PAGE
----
Hundreds of supporters gather as Tommy Robinson to face trial over contempt charge
At least 200 supporters have begun gathering outside the Old Bailey in London ahead of the latest stage of a case against Tommy Robinson over an allegation he committed contempt of court.
The former English Defence League (EDL) leader, whose real name is Stephen Yaxley-Lennon, is expected to arrive at the Old Bailey at around 1pm.
A counter demonstration of around one hundred people, organised by the Stand Up To Racism group, has gathered a short distance away from Robinson's supporters.
The group of Tommy Robinson supporters outside court has grown to around 400, with the crowd occasionally breaking into chants of "Tommy Robinson is going to be our MEP" and "Oh Tommy Tommy, Tommy Tommy Tommy Tommy Robinson".
The pro- and anti-Robinson groups have begun trading chants, with shouts of "Say it loud, say it clear - refugees are welcome here", being drowned out by those singing Tommy Robinson's name.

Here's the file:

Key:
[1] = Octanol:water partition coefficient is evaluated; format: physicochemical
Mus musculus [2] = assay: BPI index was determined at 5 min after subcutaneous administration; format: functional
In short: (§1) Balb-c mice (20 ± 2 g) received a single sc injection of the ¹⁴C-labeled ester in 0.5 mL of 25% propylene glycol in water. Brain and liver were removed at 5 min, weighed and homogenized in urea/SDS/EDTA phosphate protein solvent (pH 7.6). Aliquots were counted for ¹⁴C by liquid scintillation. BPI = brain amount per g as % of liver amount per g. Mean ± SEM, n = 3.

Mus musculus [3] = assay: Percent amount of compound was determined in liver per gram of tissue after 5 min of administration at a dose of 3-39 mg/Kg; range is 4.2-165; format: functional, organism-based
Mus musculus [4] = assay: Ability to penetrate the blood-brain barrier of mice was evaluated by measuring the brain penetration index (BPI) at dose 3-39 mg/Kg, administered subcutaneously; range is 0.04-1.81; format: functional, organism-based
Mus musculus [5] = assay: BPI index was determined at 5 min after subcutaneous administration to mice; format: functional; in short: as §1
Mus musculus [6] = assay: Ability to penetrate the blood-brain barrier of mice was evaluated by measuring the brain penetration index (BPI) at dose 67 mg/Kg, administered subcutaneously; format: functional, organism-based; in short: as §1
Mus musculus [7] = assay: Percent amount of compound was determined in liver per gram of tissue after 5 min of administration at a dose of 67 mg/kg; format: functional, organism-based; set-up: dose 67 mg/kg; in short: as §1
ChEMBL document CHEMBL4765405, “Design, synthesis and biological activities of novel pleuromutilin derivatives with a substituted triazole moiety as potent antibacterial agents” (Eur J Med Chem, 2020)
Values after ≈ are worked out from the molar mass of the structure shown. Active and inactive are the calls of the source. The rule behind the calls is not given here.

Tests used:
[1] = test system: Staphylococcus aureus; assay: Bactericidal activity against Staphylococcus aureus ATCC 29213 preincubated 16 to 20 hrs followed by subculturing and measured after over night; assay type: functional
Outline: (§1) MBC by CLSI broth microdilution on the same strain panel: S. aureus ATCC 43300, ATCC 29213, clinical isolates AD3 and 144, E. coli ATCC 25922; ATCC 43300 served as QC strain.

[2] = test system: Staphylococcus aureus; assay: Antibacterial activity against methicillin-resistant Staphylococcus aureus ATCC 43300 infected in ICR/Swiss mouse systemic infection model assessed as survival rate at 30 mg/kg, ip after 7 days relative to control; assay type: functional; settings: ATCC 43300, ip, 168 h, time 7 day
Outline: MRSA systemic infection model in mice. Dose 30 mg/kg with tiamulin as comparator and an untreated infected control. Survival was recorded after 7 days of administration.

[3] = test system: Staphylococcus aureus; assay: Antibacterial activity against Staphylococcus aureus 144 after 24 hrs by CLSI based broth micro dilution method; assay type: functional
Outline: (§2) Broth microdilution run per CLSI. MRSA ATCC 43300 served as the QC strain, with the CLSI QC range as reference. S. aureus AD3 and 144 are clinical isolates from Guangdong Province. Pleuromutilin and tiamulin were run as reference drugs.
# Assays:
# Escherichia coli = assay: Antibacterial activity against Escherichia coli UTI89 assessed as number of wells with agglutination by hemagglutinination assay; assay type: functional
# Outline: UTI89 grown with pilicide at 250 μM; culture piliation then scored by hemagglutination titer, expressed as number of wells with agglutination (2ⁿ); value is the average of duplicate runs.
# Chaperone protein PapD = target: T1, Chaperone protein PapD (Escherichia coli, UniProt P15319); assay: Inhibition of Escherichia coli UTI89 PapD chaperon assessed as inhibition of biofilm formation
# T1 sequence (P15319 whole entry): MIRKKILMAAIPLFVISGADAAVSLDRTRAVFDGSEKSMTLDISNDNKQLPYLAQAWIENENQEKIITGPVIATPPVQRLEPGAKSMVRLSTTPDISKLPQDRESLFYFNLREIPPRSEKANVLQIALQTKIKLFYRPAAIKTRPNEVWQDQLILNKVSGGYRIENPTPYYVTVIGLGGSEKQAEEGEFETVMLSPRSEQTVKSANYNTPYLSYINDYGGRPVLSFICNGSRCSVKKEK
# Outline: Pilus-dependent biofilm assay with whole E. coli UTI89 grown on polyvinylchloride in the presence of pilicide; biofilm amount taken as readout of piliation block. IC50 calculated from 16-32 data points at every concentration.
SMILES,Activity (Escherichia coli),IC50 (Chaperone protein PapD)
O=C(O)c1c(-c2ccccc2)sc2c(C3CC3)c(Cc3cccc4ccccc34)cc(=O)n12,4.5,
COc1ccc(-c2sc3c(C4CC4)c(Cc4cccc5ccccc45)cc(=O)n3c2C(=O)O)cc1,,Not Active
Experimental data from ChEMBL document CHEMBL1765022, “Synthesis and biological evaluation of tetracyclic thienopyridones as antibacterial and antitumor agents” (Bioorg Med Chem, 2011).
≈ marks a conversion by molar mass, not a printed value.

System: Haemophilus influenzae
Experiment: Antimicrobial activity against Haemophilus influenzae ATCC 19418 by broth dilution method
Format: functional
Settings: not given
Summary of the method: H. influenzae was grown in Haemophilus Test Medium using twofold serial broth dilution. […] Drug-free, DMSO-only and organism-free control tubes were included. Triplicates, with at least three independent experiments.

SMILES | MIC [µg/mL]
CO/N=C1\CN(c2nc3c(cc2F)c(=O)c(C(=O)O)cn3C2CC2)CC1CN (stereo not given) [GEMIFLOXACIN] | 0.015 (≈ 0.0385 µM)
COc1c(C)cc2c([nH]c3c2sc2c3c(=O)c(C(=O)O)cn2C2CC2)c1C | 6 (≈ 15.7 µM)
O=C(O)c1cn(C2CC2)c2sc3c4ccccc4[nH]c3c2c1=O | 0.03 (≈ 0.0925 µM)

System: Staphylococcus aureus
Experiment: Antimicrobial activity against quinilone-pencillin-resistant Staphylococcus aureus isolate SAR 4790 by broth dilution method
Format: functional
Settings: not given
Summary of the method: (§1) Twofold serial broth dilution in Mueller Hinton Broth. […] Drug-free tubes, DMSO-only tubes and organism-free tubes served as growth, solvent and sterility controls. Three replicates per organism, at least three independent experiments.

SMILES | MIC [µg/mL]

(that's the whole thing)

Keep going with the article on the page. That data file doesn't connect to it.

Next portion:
Tommy Robinson has arrived at the Old Bailey ahead of his latest contempt hearing.
He made a brief speech to several hundred supporters outside the court, saying the case against him was "politically motivated".
Speaking outside the Old Bailey, leading criminal defence barrister Rajiv Menon QC called City of London Police's decision to allow a demonstration outside the building "astonishing".
Mr Menon - who was at the Central Criminal Court on a separate case - told the Press Association: "I'm just shocked that they are allowed to be here. I'm not aware of any other political group that have been allowed to block the road and have a protest in front of the Old Bailey like this."
He said: "They are allowed to protest - this is not about the right to protest - but to give them this sort of platform - nobody else gets that platform."
Mr Menon added: "It's just outrageous - what are City of London Police doing?"
Robinson, seen earlier entering the Old Bailey wearing a white "Vote Tommy" t-shirt, has now entered courtroom two wearing a blue shirt with a light grey jacket.
Richard Furlong QC, representing Robinson, is asking the court for permission to submit fresh evidence in the case.
He says the evidence was not admitted within the court's time limit as Robinson had a "number of other commitments, principally in the Czech Republic," at the time of the deadline.